Part of the day to day learning module include hands-on activity on Intensive Tilapia Hatchery, Grow-out System, Feeds and Feedmill manual and machine-operated, malunggay (Moringa sp) plantation and farm related activities.
It includes the use of feed formulation and production as one of the primary factors in achieving better nutrition for the stocks and to reduce feeds cost.
Other technologies learned also are the use of “venturi” as one accessories in aquaculture production that help enhance the quality of its environment. This will administer the atmosphere oxygen from the water circulating system.
Highlighted in the training is the technology called “Circles of Life”. This is said to be similar to aquaponics that grows fish and plants together in one integrated system where fish waste provides an organic food source for the plants and the plants will act as biological water quality enhancer for the fish growth.
In Cordillera with insufficient supply of fingerlings, the knowledge and skills learned from the course is essential to improve various hatchery management practices to enhance and boost fish production. processes. Thus, in spite of its topography, the region is competent for inland fisheries production due to its abundant freshwater resources.
In fact, while tilapia is the most widely grown fish in Cordillera, some of the fish species that are being cultivated in the region are catfish, common carp, giant gourami, Japanese weather loach, pangasuis and red-bellied pacu.
From this, BFAR-CAR will adapt the following learnings to equip its technology outreach stations to produce sufficient fingerlings. First is the the conduct of regular water quality monitoring as it provides major parameters such as the DO, pH and others which are essential to the optimum survival of the cultured fish species.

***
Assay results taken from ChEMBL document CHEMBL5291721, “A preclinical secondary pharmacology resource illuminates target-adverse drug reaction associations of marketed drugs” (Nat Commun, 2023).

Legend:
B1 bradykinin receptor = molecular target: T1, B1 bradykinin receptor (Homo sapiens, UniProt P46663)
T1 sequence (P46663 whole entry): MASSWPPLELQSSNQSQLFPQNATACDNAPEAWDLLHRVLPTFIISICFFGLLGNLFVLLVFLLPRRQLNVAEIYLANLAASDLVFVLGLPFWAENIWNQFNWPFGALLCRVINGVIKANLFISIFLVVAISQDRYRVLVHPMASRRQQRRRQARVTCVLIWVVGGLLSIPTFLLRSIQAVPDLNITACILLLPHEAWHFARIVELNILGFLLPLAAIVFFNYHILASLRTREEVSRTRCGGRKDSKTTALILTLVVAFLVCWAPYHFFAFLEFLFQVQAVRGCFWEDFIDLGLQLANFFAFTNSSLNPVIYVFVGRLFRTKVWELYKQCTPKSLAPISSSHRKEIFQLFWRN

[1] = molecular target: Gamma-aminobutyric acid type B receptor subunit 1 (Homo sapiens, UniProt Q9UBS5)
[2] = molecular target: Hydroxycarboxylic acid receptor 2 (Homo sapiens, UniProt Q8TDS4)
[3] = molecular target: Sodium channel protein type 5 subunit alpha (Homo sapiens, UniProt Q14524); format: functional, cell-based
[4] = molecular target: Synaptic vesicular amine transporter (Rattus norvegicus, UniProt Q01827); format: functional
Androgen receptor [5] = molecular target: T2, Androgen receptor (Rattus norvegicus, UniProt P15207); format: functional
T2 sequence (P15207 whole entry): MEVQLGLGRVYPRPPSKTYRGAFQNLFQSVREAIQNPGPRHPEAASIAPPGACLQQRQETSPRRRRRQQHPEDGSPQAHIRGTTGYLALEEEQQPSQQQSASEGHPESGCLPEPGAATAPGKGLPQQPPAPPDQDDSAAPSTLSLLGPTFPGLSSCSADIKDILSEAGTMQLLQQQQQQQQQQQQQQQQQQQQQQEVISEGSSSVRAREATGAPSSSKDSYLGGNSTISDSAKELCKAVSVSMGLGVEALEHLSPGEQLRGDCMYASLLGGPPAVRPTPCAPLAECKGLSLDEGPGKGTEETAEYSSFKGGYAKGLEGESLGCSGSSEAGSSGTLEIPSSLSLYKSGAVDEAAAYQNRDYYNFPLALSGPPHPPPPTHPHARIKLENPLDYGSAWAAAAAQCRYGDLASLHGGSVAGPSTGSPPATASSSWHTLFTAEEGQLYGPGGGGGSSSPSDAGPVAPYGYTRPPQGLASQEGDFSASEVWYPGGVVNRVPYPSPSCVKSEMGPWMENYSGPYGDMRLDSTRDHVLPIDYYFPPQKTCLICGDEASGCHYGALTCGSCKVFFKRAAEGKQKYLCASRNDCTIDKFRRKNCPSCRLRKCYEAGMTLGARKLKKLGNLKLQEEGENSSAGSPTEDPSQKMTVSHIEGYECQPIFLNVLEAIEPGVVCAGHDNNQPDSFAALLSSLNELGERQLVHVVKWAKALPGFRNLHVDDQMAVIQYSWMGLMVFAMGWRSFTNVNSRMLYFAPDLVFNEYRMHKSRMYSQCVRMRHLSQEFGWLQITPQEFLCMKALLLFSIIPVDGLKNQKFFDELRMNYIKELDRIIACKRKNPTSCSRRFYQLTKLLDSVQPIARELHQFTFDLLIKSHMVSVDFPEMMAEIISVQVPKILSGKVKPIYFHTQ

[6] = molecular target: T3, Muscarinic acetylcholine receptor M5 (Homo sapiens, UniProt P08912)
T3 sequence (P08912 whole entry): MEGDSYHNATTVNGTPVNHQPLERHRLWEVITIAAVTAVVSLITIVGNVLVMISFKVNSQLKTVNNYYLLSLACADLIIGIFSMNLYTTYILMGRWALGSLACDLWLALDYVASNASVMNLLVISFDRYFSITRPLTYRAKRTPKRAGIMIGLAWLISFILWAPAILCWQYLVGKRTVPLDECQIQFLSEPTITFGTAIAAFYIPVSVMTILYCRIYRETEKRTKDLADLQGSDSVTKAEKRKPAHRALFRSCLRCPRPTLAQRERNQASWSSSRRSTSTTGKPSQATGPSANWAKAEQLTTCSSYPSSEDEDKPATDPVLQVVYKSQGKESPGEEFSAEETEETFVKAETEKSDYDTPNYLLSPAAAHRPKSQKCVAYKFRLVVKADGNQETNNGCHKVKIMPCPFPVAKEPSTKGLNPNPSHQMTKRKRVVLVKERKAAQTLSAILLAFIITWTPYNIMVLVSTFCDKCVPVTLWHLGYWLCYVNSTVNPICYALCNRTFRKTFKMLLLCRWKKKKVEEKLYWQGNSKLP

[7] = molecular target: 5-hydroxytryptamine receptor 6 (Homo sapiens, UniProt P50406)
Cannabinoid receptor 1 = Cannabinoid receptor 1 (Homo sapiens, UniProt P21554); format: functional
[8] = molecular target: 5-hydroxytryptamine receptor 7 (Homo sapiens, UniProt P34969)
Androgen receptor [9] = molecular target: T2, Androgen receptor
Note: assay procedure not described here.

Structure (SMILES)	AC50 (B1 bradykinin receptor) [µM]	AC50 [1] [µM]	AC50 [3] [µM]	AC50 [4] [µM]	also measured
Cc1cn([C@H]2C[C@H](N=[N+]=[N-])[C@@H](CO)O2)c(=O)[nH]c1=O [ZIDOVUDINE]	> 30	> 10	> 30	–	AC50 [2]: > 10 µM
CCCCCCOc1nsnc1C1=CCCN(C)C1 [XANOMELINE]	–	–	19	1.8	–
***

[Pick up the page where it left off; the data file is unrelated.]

Second is to improve egg collection system and practice artificial incubation to enhance quality broodstock production.
Third is the hatchery management and life support systems which were noted as one of the best practices of AFTI in continuous production of fry and fingerlings;
Then the use of solar power source as an environmental friendly and alternative source of energy; the Circle of life, Venturi and H-Hollow Block which can be a substitute to Cluster Backyard Fishpond (CBF) that caters the growth of both agriculture and fisheries commodities, enhances the quality of water being recirculated in the tanks and holds the water inside the tank.
Lastly was the feed formulation and Feed Mill Facilities which provides better nutrition of the cultured stocks, an advantage for the fish growth performance and development. This is to maximize the use of raw materials that are rich in nutrients available in Cordillera.
After the training event, participants were expected to prepare and develop a comprehensive procedures from the capacity building conducted. These learnings shall also be transfered through a re-echo activity when they go back to respective offices as well as to fisherfolk. hide this content